At the Super Bowl party I attended last Sunday, everyone was glued to the television for the coin toss. Would it be heads or tails? It was a question someone (OK, me) included on the prop bet contest distributed at the party. “It is heads,” the ref said, to the delight of everyone except my friend Griffin, the only tails backer.
When the broadcast went to commercial, Griffin’s dad asked me which team won the toss. I had no idea. “Does anyone know which team is getting the ball first?” he asked. Nobody did. “You’ve turned me into a degenerate gambler!” he said.
NFL commissioner Roger Goodell approves. He won’t admit it—in fact, he publicly expresses complete disapproval—but gambling is a big reason why his league is by far the most popular in America.
Fantasy football, a form of betting based on the statistical production of players, is an $800 million industry with over 20 million participants. Nearly $100 million in wagers were placed in Nevada on this year’s Super Bowl, with an estimated $1 billion in illegal bets. Every week during the NFL season, even casual fans fill out sheets picking winners against the point spread or choosing a team for their Survivor pool.
The Super Bowl is going to get huge viewership no matter what (this year’s game was the most watched program of all time, with 111 million viewers), but the regular season might draw numbers closer to the NBA’s were it not for betting.
And yet, Goodell continues to shun gambling (outside of fantasy leagues) just as he ignores the league’s concussion crisis. But without all that money riding on the outcome of the games, the NFL would not be nearly as popular.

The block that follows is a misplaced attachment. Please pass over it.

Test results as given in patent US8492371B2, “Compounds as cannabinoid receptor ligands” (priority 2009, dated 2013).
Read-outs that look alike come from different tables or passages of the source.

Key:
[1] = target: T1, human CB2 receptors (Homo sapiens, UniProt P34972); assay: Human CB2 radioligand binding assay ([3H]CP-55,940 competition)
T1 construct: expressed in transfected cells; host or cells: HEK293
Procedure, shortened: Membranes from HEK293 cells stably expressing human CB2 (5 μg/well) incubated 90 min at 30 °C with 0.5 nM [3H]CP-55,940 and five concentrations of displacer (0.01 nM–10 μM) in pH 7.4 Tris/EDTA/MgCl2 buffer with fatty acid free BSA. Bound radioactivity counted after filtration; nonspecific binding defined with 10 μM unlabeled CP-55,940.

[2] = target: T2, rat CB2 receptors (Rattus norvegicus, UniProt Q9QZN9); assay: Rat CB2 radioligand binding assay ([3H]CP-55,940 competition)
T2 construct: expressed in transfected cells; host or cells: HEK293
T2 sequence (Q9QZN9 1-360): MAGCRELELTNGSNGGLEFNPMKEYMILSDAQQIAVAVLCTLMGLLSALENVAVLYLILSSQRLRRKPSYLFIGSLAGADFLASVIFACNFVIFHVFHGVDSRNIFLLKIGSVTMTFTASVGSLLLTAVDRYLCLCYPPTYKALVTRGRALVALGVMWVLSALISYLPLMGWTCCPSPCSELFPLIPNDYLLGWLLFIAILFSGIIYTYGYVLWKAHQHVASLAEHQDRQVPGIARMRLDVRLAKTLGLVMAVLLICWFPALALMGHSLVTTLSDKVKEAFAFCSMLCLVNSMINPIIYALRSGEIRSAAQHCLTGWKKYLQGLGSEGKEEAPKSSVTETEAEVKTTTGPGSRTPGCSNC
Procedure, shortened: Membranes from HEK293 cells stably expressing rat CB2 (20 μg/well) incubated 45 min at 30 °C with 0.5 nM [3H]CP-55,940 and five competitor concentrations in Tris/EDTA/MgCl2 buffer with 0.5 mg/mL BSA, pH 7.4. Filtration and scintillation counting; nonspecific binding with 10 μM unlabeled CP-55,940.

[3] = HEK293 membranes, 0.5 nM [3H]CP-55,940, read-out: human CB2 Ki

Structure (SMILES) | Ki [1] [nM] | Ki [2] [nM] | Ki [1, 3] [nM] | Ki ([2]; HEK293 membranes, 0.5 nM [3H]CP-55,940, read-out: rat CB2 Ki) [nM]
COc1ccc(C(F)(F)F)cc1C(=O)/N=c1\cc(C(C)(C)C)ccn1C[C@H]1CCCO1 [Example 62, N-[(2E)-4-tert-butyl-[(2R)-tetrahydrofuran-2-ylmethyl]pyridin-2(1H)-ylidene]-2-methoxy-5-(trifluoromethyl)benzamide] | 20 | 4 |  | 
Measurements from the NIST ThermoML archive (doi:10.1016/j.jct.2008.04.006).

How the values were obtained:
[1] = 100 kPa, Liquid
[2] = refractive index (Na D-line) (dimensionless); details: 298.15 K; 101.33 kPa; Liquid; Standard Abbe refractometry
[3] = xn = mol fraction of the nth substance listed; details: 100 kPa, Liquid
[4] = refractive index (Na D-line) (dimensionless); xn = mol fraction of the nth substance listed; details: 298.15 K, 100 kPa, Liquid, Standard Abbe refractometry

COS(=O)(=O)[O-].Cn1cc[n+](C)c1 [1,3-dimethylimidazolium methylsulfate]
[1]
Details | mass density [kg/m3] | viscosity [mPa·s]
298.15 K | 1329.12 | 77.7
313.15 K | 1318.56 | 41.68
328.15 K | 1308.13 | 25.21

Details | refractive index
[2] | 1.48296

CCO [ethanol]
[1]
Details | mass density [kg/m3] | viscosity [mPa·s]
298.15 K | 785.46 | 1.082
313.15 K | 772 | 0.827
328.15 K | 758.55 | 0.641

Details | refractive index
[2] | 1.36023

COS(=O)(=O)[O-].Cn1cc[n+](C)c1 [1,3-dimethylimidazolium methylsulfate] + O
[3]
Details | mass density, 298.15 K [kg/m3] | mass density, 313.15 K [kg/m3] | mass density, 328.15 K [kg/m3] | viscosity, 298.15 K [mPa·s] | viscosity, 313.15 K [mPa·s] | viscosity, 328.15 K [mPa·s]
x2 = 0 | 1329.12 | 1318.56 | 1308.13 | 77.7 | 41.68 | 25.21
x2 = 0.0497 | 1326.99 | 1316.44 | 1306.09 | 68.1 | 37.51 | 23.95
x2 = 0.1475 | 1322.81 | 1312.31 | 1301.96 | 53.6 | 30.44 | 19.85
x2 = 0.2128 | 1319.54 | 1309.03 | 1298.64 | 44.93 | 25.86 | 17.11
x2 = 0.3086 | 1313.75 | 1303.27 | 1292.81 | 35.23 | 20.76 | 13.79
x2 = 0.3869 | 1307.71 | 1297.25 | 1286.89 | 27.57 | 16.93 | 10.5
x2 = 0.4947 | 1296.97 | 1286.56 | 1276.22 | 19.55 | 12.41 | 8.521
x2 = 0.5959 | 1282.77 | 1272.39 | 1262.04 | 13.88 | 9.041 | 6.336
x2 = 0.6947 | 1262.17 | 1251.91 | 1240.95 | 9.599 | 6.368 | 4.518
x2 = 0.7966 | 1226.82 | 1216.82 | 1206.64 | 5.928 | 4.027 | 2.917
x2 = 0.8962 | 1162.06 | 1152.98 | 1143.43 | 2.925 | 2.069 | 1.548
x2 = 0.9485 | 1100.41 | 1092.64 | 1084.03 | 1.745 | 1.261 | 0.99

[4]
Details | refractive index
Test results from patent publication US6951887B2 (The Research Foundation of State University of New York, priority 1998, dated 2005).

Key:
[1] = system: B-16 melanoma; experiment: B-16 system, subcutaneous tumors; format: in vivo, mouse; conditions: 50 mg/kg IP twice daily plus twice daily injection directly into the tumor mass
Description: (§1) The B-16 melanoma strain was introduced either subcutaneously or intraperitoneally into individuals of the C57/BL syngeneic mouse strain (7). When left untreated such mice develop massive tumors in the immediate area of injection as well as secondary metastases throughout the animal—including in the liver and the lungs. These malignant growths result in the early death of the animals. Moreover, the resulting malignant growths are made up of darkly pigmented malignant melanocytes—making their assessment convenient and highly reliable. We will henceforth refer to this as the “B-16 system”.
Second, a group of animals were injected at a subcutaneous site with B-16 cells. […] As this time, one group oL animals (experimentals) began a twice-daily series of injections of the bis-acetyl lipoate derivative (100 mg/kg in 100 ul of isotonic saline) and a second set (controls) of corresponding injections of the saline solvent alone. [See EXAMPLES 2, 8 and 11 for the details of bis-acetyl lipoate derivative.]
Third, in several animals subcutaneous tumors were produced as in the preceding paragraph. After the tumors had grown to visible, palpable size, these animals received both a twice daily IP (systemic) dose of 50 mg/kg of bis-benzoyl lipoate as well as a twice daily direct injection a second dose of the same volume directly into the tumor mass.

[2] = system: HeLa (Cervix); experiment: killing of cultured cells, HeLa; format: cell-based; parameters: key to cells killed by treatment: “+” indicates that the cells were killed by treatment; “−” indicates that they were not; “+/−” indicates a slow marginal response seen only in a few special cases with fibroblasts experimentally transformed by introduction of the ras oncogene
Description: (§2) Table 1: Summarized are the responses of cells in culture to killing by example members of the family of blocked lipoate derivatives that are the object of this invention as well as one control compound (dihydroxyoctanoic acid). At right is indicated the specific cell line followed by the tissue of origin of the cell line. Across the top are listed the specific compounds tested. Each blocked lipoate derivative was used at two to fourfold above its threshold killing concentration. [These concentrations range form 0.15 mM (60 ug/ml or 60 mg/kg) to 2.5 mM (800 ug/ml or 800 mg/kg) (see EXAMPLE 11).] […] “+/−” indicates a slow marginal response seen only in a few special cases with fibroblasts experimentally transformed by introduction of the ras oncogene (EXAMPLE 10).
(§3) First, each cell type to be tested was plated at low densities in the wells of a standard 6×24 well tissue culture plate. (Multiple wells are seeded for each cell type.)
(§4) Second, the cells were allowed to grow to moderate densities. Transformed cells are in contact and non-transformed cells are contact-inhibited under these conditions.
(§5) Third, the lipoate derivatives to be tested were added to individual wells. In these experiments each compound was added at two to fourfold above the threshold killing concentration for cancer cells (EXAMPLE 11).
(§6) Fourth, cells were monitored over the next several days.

For some Americans, the end of the Super Bowl means a shift towards basketball, whether college or professional, until the fall. But for a large group of devout fans, the countdown to April’s NFL Draft has begun.
The league, for the most part, can count on fans watching their favorite teams. But the sole reason I, a Jets fan, cared about a Sunday night game between the Bears and Vikings was because my weekly pick ’em contest was riding on the outcome. I’m not alone.
So it was no surprise that nobody at my Super Bowl party knew which team had won the coin toss. Betting and the NFL are a perfect couple, with no divorce on the horizon. To be clear, I have no problem with this. The prop bet contest and standard box pool made the Super Bowl more fun. The weekly betting contests are enjoyable and keep me up to date on what’s happening around the league.
The similarity between gambling and severe head injuries is that the league pretends neither exists. Roger Goodell would have you believe the NFL’s popularity has nothing to do with gambling. He also thinks his league is safe. He’s wrong.
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